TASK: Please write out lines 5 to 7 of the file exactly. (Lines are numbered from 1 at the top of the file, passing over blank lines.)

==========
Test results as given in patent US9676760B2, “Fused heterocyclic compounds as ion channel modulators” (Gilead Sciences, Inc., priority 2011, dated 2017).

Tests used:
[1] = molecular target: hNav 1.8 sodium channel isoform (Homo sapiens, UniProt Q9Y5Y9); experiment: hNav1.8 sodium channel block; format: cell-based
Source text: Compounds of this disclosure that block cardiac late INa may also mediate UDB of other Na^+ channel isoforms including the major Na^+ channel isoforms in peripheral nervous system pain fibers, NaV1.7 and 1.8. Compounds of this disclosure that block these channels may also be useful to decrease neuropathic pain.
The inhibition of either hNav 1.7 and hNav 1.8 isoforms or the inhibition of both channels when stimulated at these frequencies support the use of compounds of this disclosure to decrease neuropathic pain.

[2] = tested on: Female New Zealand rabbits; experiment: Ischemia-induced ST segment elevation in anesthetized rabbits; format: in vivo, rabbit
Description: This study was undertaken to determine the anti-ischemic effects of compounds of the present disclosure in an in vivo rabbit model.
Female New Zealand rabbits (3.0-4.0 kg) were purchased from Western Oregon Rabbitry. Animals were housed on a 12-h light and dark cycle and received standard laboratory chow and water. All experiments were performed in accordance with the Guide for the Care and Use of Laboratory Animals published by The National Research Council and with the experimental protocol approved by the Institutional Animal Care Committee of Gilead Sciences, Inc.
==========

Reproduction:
The inhibition of either hNav 1.7 and hNav 1.8 isoforms or the inhibition of both channels when stimulated at these frequencies support the use of compounds of this disclosure to decrease neuropathic pain.

[2] = tested on: Female New Zealand rabbits; experiment: Ischemia-induced ST segment elevation in anesthetized rabbits; format: in vivo, rabbit
Description: This study was undertaken to determine the anti-ischemic effects of compounds of the present disclosure in an in vivo rabbit model.